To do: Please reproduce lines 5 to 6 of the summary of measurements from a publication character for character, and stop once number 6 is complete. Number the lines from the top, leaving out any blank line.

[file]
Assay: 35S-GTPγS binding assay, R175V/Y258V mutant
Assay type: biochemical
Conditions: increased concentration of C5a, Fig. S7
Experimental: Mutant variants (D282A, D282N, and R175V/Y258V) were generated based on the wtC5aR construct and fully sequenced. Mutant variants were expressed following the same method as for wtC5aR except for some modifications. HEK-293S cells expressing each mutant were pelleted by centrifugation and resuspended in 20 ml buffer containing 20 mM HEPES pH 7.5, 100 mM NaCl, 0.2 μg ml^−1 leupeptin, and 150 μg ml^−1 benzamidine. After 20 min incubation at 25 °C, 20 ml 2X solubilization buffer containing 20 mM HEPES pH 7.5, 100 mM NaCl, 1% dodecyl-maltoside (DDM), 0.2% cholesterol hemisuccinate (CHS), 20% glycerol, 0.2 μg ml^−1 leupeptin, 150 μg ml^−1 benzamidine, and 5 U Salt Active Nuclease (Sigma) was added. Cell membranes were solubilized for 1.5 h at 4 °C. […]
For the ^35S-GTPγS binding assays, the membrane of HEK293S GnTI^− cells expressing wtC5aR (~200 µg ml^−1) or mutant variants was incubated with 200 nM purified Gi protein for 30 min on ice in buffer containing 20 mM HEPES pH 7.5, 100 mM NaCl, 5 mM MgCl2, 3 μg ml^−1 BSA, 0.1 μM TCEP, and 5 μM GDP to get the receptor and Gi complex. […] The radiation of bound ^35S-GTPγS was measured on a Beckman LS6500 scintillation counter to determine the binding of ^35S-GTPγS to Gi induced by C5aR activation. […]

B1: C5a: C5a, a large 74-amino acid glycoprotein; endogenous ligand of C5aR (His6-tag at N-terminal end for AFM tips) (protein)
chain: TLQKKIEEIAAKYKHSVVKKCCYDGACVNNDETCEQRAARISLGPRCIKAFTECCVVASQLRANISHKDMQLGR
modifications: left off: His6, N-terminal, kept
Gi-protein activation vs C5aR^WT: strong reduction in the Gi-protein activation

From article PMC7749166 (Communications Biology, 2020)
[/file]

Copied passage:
For the ^35S-GTPγS binding assays, the membrane of HEK293S GnTI^− cells expressing wtC5aR (~200 µg ml^−1) or mutant variants was incubated with 200 nM purified Gi protein for 30 min on ice in buffer containing 20 mM HEPES pH 7.5, 100 mM NaCl, 5 mM MgCl2, 3 μg ml^−1 BSA, 0.1 μM TCEP, and 5 μM GDP to get the receptor and Gi complex. […] The radiation of bound ^35S-GTPγS was measured on a Beckman LS6500 scintillation counter to determine the binding of ^35S-GTPγS to Gi induced by C5aR activation. […]

B1: C5a: C5a, a large 74-amino acid glycoprotein; endogenous ligand of C5aR (His6-tag at N-terminal end for AFM tips) (protein)